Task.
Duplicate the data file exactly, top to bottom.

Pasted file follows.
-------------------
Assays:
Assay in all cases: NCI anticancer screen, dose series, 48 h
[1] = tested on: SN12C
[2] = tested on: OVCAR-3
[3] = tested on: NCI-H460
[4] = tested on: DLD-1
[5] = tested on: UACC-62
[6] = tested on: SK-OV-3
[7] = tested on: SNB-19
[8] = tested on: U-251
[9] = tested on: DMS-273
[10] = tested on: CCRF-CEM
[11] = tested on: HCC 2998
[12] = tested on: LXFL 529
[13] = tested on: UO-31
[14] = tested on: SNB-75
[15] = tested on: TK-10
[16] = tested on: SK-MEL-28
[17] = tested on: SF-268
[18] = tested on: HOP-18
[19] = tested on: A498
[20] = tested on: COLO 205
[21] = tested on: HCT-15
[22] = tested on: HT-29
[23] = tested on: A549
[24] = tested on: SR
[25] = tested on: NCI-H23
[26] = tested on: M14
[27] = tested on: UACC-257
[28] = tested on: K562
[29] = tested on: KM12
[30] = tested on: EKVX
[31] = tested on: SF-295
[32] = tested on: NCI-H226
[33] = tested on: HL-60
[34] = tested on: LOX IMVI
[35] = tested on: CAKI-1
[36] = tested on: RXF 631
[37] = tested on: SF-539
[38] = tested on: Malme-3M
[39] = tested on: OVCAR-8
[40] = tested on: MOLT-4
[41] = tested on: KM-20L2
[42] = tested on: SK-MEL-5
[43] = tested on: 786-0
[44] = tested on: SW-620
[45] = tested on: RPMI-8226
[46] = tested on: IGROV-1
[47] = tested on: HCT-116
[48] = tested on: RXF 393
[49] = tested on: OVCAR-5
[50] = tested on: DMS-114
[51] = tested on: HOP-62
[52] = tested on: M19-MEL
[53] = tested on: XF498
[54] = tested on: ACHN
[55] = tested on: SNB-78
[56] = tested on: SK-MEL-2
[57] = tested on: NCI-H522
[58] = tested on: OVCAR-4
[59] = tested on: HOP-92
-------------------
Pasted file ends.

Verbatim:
Assays:
Assay in all cases: NCI anticancer screen, dose series, 48 h
[1] = tested on: SN12C
[2] = tested on: OVCAR-3
[3] = tested on: NCI-H460
[4] = tested on: DLD-1
[5] = tested on: UACC-62
[6] = tested on: SK-OV-3
[7] = tested on: SNB-19
[8] = tested on: U-251
[9] = tested on: DMS-273
[10] = tested on: CCRF-CEM
[11] = tested on: HCC 2998
[12] = tested on: LXFL 529
[13] = tested on: UO-31
[14] = tested on: SNB-75
[15] = tested on: TK-10
[16] = tested on: SK-MEL-28
[17] = tested on: SF-268
[18] = tested on: HOP-18
[19] = tested on: A498
[20] = tested on: COLO 205
[21] = tested on: HCT-15
[22] = tested on: HT-29
[23] = tested on: A549
[24] = tested on: SR
[25] = tested on: NCI-H23
[26] = tested on: M14
[27] = tested on: UACC-257
[28] = tested on: K562
[29] = tested on: KM12
[30] = tested on: EKVX
[31] = tested on: SF-295
[32] = tested on: NCI-H226
[33] = tested on: HL-60
[34] = tested on: LOX IMVI
[35] = tested on: CAKI-1
[36] = tested on: RXF 631
[37] = tested on: SF-539
[38] = tested on: Malme-3M
[39] = tested on: OVCAR-8
[40] = tested on: MOLT-4
[41] = tested on: KM-20L2
[42] = tested on: SK-MEL-5
[43] = tested on: 786-0
[44] = tested on: SW-620
[45] = tested on: RPMI-8226
[46] = tested on: IGROV-1
[47] = tested on: HCT-116
[48] = tested on: RXF 393
[49] = tested on: OVCAR-5
[50] = tested on: DMS-114
[51] = tested on: HOP-62
[52] = tested on: M19-MEL
[53] = tested on: XF498
[54] = tested on: ACHN
[55] = tested on: SNB-78
[56] = tested on: SK-MEL-2
[57] = tested on: NCI-H522
[58] = tested on: OVCAR-4
[59] = tested on: HOP-92